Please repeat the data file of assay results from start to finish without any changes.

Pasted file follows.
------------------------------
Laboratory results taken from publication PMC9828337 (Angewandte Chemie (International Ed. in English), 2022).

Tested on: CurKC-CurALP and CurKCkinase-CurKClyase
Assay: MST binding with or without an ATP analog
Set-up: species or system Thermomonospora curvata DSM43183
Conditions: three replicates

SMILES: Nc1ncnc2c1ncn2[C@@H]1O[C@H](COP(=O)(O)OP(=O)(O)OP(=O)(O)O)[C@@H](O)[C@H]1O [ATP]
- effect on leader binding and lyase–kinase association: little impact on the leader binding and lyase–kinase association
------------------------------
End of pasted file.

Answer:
Laboratory results taken from publication PMC9828337 (Angewandte Chemie (International Ed. in English), 2022).

Tested on: CurKC-CurALP and CurKCkinase-CurKClyase
Assay: MST binding with or without an ATP analog
Set-up: species or system Thermomonospora curvata DSM43183
Conditions: three replicates

SMILES: Nc1ncnc2c1ncn2[C@@H]1O[C@H](COP(=O)(O)OP(=O)(O)OP(=O)(O)O)[C@@H](O)[C@H]1O [ATP]
- effect on leader binding and lyase–kinase association: little impact on the leader binding and lyase–kinase association